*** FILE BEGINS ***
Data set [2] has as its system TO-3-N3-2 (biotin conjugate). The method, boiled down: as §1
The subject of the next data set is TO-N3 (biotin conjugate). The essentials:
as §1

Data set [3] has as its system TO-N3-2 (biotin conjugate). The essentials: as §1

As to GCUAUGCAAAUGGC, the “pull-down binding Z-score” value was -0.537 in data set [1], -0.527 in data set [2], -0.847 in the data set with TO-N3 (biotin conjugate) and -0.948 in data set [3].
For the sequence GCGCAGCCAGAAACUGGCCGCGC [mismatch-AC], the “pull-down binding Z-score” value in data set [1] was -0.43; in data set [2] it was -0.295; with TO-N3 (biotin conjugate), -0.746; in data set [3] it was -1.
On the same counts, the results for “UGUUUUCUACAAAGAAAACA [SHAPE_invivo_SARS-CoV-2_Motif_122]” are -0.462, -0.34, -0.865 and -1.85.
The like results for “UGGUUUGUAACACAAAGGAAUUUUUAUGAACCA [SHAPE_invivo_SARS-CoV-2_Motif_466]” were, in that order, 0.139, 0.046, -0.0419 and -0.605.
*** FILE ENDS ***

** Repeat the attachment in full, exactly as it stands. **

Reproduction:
Data set [2] has as its system TO-3-N3-2 (biotin conjugate). The method, boiled down: as §1
The subject of the next data set is TO-N3 (biotin conjugate). The essentials:
as §1

Data set [3] has as its system TO-N3-2 (biotin conjugate). The essentials: as §1

As to GCUAUGCAAAUGGC, the “pull-down binding Z-score” value was -0.537 in data set [1], -0.527 in data set [2], -0.847 in the data set with TO-N3 (biotin conjugate) and -0.948 in data set [3].
For the sequence GCGCAGCCAGAAACUGGCCGCGC [mismatch-AC], the “pull-down binding Z-score” value in data set [1] was -0.43; in data set [2] it was -0.295; with TO-N3 (biotin conjugate), -0.746; in data set [3] it was -1.
On the same counts, the results for “UGUUUUCUACAAAGAAAACA [SHAPE_invivo_SARS-CoV-2_Motif_122]” are -0.462, -0.34, -0.865 and -1.85.
The like results for “UGGUUUGUAACACAAAGGAAUUUUUAUGAACCA [SHAPE_invivo_SARS-CoV-2_Motif_466]” were, in that order, 0.139, 0.046, -0.0419 and -0.605.